that these same biological ligands act on targets within the fetal compartment to causally produce phenotypic effects that underlie the outcomes of interest (in this case, offspring obesity/adiposity). For example, cortisol and corticotrophin releasing hormone (CRH) in
    gestation predict macrosomia (Stirrat et al., 2014) and early childhood
    central adiposity (Gillman et al., 2006). IL-6 has been identified as
    among the strongest prenatal predictors of child adiposity (Radaelli
    et al., 2006), while other inflammatory markers have also been implicated (Mestan et al., 2010). Biomarkers of maternal and fetal metabolic dysregulation such as poor maternal glycemic control and insulin
    resistance (Schaefer-Graf et al., 2011; Scholtens et al., 2014), elevated
    cord blood C-peptide (Hou et al., 2014; Regnault et al., 2011), and
    elevated maternal/fetal leptin (Donnelly et al., 2015; Josefson et al.,
    2014; Walsh et al., 2014), all have been linked to child adiposity. Triglycerides in maternal and cord blood also are strongly associated with
    adiposity at birth (Nayak et al., 2013; Schaefer-Graf et al., 2008;
    Scholtens et al., 2014) and in childhood (Gademan et al., 2014). Prenatal fatty acid profiles are emerging as predictors of childhood obesity
    risk (Schaefer-Graf et al., 2008; Scholtens et al., 2014) and are reported
    to exert an even larger effect than triglycerides and lipoproteins on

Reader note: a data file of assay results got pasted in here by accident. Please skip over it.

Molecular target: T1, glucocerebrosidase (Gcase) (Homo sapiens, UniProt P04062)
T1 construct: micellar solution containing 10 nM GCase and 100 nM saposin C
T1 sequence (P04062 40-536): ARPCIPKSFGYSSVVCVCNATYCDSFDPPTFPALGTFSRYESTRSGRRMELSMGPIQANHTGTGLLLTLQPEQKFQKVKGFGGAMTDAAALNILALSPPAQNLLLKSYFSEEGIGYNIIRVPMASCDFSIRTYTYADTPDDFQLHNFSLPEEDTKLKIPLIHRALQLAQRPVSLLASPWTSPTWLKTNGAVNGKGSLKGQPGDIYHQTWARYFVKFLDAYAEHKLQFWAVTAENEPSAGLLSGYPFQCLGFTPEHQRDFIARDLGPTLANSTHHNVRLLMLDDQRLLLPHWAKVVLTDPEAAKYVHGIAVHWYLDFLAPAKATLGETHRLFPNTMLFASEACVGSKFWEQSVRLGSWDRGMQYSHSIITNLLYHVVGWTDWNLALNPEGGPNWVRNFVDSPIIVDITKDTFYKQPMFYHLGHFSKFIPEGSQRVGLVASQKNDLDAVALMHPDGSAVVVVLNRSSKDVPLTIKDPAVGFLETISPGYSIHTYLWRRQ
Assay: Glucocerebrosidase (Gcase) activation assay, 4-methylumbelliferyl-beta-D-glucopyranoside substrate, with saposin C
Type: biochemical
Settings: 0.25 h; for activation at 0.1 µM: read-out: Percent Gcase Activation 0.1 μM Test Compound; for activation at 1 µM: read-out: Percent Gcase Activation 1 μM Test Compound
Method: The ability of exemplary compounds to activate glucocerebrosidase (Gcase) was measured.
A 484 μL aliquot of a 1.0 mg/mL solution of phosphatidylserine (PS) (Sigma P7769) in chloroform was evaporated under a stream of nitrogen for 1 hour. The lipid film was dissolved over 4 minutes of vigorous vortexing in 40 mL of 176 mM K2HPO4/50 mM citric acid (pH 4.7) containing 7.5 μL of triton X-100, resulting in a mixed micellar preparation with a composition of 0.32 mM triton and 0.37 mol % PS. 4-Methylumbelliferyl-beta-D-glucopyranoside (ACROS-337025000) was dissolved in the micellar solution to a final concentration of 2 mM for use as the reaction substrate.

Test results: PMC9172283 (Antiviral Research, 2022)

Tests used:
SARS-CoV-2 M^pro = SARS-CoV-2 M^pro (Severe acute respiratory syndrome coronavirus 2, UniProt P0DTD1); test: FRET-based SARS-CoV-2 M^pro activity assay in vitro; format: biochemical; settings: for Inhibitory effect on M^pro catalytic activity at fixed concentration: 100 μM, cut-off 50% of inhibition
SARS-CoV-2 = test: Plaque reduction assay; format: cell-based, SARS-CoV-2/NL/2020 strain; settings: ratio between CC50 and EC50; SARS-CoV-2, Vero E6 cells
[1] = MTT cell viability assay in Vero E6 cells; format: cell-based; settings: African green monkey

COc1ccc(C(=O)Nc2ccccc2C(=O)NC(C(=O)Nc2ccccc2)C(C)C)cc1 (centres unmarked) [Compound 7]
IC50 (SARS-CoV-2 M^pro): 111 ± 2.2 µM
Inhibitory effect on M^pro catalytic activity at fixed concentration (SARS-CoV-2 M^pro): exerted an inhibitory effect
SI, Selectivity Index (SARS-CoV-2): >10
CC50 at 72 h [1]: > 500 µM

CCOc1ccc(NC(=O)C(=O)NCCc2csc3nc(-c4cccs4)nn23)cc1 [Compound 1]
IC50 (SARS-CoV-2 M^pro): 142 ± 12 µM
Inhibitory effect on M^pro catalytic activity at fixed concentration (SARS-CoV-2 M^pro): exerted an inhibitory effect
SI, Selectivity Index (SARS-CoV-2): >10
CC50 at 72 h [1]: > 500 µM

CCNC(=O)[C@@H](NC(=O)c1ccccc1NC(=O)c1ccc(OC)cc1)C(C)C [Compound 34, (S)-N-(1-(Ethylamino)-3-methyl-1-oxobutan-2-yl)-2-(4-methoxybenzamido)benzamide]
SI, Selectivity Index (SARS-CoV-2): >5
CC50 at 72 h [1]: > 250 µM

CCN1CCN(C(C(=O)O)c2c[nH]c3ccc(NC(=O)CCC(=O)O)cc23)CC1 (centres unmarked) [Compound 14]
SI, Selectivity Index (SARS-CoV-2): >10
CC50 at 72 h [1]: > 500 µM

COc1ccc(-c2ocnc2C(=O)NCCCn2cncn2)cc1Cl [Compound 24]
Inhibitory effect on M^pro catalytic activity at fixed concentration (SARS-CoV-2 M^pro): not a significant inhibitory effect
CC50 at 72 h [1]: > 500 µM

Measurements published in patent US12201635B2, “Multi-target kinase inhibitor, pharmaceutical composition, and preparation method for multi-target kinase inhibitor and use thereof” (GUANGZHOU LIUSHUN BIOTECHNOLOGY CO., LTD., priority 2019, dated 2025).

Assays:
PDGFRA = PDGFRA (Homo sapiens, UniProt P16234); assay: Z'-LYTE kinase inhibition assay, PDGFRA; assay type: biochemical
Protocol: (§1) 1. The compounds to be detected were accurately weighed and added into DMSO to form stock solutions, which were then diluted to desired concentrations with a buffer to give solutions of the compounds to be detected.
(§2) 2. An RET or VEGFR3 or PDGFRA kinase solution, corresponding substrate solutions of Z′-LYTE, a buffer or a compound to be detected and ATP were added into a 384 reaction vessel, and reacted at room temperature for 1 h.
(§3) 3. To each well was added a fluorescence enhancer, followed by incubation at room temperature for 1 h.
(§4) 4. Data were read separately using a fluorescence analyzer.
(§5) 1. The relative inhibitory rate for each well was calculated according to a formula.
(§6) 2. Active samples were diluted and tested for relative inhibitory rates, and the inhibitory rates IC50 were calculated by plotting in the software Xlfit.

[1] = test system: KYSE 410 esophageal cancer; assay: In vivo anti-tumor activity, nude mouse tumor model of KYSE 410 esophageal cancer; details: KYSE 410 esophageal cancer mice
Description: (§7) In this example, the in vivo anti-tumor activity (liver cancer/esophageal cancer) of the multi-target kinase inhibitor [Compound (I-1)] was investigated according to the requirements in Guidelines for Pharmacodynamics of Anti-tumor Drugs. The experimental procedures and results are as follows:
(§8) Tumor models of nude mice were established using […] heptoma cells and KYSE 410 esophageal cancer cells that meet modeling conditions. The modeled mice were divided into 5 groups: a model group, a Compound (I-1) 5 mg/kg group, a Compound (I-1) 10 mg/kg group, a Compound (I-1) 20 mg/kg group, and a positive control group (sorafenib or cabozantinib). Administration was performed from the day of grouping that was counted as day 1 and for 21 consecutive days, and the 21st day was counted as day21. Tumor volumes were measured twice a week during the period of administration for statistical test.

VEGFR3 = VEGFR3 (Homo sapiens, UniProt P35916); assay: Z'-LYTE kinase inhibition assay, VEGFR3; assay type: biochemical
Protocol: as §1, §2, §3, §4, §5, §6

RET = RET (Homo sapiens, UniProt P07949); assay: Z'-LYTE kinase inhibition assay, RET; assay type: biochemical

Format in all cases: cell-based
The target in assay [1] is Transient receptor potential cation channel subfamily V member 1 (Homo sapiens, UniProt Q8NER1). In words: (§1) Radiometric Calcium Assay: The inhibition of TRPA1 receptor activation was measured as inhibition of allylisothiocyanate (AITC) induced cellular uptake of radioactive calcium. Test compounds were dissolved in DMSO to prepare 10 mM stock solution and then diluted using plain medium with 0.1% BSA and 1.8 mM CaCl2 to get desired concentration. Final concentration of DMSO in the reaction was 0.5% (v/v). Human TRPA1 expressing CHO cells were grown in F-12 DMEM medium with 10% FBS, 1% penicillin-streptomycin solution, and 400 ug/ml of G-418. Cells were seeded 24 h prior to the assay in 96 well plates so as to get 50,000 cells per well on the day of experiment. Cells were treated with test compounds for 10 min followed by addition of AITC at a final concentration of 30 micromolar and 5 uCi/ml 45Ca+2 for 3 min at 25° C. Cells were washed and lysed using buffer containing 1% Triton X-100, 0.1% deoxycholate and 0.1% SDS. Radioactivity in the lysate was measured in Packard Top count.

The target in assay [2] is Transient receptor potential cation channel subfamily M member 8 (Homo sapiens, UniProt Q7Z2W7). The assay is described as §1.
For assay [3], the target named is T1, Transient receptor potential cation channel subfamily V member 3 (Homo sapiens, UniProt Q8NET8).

offspring BMI, body fat percentage, and waist-to-height ratio (Gademan
    et al., 2014). Maternal omega-6 fatty acid status is associated with birth
    weight (Much et al., 2013) and percent body fat at 4 years of age (Moon
    6.1.1. Role as sensors of the adverse sequelae of maternal CM exposure
    Substantial evidence in non-pregnant women demonstrates the
    persistent, life-long impact of CM on endocrine, metabolic, and inflammatory pathways, suggesting that in the context of pregnancy and
    fetal development these biological systems may act as sensors of a
    constellation of unfavorable external environmental conditions related
    to maternal CM exposure. For instance, CM induces endocrine dysregulation via dysregulated cortisol response and hypothalamic-pituitaryadrenal (HPA)-axis reactivity (Carpenter et al., 2009; Klaassens et al.,
    2009), promotes chronic inflammation via elevated pro-inflammatory
    cytokines (Friedman et al., 2015; Matthews et al., 2014), and is associated with adverse metabolic and lipid profiles via increased risk of
    type 2 diabetes mellitus (Rich-Edwards et al., 2010; Thomas et al.,
    2008) and the metabolic syndrome (Midei et al., 2013). Previous research and our own published and preliminary studies suggest there is a
    continuity and spill-over effect from the pre-conceptional to the gestational state of many of the conditions that are CM sequelae, such as
    maternal depression (Barrios et al., 2015), inflammation (Slopen et al.,
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    K.L. Lindsay, et al.
    altered by preconception states and conditions during the process of
    oocyte growth and maturation. For example, maternal obesity prior to
    conception, a common sequelae of CM exposure, is associated with
    altered oocyte endoplasmic reticulum (ER) stress signaling (Latham,
    2015), resulting in reduced mitochondrial membrane potential and
    increased autophagy (Wu et al., 2015). As such, oocyte mitochondrial
    dysfunction may contribute to the intergenerational transmission of
    obesity (Turner and Robker, 2015). Studies of women undergoing in
    vitro fertilization also indicate that psychosocial stress (An et al., 2013;
    Turner et al., 2013) and heightened physiological reactivity to stress
    (Facchinetti et al., 1997) is associated with reduced oocyte competence
    and failure to conceive. Although alterations in oocyte cytoplasm have
    not yet been studied in relation to maternal CM exposure, it is plausible